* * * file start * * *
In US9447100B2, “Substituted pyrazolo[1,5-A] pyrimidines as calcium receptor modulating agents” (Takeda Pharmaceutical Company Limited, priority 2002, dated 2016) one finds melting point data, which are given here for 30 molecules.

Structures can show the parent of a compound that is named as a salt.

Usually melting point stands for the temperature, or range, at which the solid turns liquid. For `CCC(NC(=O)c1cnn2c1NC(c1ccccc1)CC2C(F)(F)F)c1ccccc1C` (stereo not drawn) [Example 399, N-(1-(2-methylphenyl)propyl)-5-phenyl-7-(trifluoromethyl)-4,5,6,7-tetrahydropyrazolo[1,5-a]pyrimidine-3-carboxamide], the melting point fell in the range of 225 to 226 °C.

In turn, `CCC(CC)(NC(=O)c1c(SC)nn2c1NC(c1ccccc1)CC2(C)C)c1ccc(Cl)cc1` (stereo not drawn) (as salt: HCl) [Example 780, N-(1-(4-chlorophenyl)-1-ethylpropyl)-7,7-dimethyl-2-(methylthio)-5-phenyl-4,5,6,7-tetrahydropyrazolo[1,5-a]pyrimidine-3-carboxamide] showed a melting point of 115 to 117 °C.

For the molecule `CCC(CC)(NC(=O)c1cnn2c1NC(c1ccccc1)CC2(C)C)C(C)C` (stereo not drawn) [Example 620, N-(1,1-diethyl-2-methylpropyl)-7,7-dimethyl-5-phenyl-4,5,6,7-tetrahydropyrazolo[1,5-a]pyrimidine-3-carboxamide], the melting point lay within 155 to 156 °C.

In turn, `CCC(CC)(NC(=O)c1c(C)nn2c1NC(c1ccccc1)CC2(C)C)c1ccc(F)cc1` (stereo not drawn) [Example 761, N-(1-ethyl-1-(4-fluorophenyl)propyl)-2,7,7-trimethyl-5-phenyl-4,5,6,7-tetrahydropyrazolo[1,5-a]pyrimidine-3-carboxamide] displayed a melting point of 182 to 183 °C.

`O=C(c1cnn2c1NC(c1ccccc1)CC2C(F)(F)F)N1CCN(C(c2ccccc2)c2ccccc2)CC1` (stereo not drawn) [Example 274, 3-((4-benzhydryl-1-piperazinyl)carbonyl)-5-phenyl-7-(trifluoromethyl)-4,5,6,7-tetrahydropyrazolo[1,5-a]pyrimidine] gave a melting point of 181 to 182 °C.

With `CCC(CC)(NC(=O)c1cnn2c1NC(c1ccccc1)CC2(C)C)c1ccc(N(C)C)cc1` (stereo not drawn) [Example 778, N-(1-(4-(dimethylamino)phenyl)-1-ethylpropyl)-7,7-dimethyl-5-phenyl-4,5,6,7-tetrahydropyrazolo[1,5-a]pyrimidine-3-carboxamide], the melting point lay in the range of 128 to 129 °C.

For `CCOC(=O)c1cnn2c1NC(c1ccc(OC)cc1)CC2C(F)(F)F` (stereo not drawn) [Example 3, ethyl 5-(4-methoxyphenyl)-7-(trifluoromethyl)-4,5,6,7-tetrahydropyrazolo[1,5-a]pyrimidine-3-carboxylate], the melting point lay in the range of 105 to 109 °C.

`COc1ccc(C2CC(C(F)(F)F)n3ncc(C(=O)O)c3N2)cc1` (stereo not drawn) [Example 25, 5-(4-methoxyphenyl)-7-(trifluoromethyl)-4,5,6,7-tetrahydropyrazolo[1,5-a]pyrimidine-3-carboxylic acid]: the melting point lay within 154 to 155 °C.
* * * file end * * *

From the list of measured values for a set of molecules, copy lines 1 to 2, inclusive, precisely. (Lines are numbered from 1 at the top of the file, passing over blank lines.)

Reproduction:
In US9447100B2, “Substituted pyrazolo[1,5-A] pyrimidines as calcium receptor modulating agents” (Takeda Pharmaceutical Company Limited, priority 2002, dated 2016) one finds melting point data, which are given here for 30 molecules.

Structures can show the parent of a compound that is named as a salt.